25% of cases cannot be clearly attributed to a drug

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Stevens-johnson and toxic epidermal necrolysisStevens-johnson and toxic epidermal necrolysis

Complications:

Acute

Massive loss of fluids and electrolytes through denudeskin

Electrolytes imbalance Hypovolemic shock with renal failure Bacteremia Insulin resistance Hypercatabolic state Hepatic involvment and pancreatitis Leukopenia, thrombocytopenia and anemia pneumonia Multiple organ failure

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Stevens-johnson and toxic epidermal necrolysisStevens-johnson and toxic epidermal necrolysis

Complications:

Long term sequelae

Dermatologic: scarring Ophtalmologic: corneal scarring Oral and genital: synechiae and stenosis

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Stevens-johnson and toxic epidermal necrolysisStevens-johnson and toxic epidermal necrolysis

Prognosis:

Mortality rate is near 25 % Disease severity is the main risk factor of death

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Stevens-johnson and toxic epidermal necrolysisStevens-johnson and toxic epidermal necrolysis

Laboratory abnormalities:

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Stevens-johnson and toxic epidermal necrolysisStevens-johnson and toxic epidermal necrolysis

Case definition:

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Differential diagnosis:Differential diagnosis:

Erythema multiforme:Target lesions on the extremities

Associated with herpes infections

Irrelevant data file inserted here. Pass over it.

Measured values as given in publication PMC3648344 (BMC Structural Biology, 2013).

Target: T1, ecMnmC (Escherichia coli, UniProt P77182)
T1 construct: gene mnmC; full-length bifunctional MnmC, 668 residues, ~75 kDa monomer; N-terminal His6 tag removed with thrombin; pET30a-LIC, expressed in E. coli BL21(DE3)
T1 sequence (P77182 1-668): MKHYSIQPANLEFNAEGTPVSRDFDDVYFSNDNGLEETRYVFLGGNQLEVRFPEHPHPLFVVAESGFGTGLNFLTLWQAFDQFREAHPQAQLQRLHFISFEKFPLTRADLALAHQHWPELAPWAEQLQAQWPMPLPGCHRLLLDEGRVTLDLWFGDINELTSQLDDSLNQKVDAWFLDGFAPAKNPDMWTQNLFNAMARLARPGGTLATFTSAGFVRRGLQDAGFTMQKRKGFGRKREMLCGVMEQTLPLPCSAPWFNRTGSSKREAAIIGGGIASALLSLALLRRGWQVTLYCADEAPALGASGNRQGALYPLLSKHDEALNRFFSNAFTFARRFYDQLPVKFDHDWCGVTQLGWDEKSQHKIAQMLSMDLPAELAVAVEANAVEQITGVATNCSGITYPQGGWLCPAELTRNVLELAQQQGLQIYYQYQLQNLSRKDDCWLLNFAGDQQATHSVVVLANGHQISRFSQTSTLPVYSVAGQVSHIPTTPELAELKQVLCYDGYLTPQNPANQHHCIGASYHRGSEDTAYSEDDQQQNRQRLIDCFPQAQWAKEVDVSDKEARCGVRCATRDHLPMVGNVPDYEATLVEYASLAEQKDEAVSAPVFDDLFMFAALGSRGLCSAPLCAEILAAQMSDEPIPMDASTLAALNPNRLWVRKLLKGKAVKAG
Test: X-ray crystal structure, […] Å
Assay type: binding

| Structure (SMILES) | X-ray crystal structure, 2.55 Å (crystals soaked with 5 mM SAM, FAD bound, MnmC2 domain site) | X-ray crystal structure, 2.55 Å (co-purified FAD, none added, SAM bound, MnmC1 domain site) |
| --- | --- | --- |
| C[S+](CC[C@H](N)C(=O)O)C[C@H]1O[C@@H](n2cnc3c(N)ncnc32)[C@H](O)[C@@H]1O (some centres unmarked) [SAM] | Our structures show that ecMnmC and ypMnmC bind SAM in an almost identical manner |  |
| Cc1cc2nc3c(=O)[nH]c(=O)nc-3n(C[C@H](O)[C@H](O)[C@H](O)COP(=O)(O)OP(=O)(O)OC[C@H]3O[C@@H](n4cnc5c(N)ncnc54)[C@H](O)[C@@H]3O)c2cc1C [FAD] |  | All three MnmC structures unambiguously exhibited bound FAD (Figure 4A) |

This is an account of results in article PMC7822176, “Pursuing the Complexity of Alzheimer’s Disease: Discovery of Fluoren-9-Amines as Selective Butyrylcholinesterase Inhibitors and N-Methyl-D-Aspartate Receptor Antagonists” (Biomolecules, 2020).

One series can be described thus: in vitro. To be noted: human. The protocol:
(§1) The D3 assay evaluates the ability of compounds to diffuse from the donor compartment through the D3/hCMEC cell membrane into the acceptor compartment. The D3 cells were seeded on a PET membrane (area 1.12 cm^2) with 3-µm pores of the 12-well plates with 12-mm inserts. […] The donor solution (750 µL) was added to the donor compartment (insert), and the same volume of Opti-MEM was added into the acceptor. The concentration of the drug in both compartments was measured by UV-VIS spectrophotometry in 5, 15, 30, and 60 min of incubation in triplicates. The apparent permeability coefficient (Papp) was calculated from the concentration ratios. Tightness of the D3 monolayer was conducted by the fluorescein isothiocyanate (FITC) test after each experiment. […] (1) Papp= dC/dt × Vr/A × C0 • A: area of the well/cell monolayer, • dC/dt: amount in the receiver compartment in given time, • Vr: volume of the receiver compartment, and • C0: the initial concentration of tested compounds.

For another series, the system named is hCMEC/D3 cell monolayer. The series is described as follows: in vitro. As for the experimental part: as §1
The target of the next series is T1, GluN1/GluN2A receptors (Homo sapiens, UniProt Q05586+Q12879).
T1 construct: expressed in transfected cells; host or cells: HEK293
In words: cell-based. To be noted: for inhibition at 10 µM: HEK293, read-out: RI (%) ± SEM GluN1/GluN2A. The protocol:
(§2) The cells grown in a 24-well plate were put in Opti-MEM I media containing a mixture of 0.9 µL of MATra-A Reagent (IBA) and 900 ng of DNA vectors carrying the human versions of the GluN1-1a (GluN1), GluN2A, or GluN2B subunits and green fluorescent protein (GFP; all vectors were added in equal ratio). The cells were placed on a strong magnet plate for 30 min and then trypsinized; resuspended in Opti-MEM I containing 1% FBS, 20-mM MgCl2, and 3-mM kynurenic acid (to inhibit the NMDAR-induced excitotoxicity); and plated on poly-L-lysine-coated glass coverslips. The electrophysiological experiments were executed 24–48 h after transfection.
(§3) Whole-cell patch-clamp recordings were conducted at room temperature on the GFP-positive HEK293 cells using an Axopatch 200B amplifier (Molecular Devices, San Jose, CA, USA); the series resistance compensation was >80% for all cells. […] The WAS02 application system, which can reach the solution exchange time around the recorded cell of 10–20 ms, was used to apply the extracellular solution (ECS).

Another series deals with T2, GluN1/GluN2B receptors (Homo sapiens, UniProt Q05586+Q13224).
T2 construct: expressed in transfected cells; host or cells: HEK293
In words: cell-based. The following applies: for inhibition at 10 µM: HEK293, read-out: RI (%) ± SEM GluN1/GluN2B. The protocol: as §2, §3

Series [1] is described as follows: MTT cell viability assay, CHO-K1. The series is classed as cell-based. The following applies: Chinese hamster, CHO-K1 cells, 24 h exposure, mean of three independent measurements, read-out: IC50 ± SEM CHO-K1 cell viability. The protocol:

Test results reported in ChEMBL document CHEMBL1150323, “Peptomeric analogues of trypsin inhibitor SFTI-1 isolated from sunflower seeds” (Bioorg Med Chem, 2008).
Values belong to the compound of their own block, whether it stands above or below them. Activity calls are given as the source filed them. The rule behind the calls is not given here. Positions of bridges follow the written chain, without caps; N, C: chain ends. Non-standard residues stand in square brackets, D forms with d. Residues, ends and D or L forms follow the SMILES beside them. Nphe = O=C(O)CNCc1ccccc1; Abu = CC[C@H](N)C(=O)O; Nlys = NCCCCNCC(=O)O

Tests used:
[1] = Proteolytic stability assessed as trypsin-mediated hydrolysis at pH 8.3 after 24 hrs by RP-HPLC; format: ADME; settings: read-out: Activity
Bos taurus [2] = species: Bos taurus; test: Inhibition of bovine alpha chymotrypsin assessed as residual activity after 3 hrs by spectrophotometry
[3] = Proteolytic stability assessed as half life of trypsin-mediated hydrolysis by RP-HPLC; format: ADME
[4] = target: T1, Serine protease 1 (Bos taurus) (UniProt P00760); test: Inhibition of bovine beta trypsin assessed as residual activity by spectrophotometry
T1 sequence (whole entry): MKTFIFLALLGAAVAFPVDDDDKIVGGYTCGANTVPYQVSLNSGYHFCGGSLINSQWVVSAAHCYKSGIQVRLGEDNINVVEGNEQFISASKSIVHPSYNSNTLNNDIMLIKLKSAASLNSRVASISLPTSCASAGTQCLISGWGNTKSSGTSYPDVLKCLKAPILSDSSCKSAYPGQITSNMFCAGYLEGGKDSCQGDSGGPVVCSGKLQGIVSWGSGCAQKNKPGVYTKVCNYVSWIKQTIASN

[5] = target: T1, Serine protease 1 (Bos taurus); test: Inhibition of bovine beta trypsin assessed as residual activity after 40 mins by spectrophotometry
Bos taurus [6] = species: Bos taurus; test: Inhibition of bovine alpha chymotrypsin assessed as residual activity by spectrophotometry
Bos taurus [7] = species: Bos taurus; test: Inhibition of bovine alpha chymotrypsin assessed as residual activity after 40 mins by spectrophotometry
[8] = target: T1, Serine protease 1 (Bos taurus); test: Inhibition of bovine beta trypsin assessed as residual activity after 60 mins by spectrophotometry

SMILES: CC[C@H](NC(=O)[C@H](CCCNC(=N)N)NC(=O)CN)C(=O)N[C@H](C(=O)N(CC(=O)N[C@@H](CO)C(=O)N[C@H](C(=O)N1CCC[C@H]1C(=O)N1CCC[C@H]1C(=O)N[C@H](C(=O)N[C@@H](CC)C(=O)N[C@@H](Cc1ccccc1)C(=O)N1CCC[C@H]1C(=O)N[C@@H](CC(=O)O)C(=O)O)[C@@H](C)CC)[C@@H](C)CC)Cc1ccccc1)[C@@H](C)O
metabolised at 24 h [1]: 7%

Target lesions with central bullae are

present on the hand in erythema

multiform

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Differential diagnosis:Differential diagnosis:

auto-immune blistering diseases:IgA dermatosis

pemphigus

skin biopsy: deposits of immunoglobulins

Linear IgA bullous dermatosis resembling toxic epidermal

necrolysis with extensive bullae and skin detachment

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Differential diagnosisDifferential diagnosis

Staphylococcal scalded skin syndrome (SSSS)

Caused by epidermolytic toxin produced by certain strains of Staphylococci

Neonates and young children Mucous membranes are not involved Skin biopsy: Necrosis of only the upper layers of the epidermis.

Diffuse erythema and

desquamation are present in

this child with staphylococcal

scalded skin syndrome.

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Differential diagnosisDifferential diagnosis

Skin biopsy of Stevens-Johnson syndrome: full thickness epidermal necrosis

(A) Diffuse confluent erythematous macules and patches with dusky

centers and multiple bullae in a patient recently started on several

new medications.

(B) There is a cell-poor subepidermal blister and full epidermal

necrosis.

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Stevens-johnson and toxic epidermal necrolysisStevens-johnson and toxic epidermal necrolysis

management:

Immediate withdrawal of any potential causative agents

Supportive care wound care:

sterile handling of the wound, use antisepticsolutions and nonadherent gauze dressings

Ocular care: daily cleaning and lubrication with drops or

ointment

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Stevens-johnson and toxic epidermal necrolysisStevens-johnson and toxic epidermal necrolysis

management:

Fluid and electrolytes management Nutr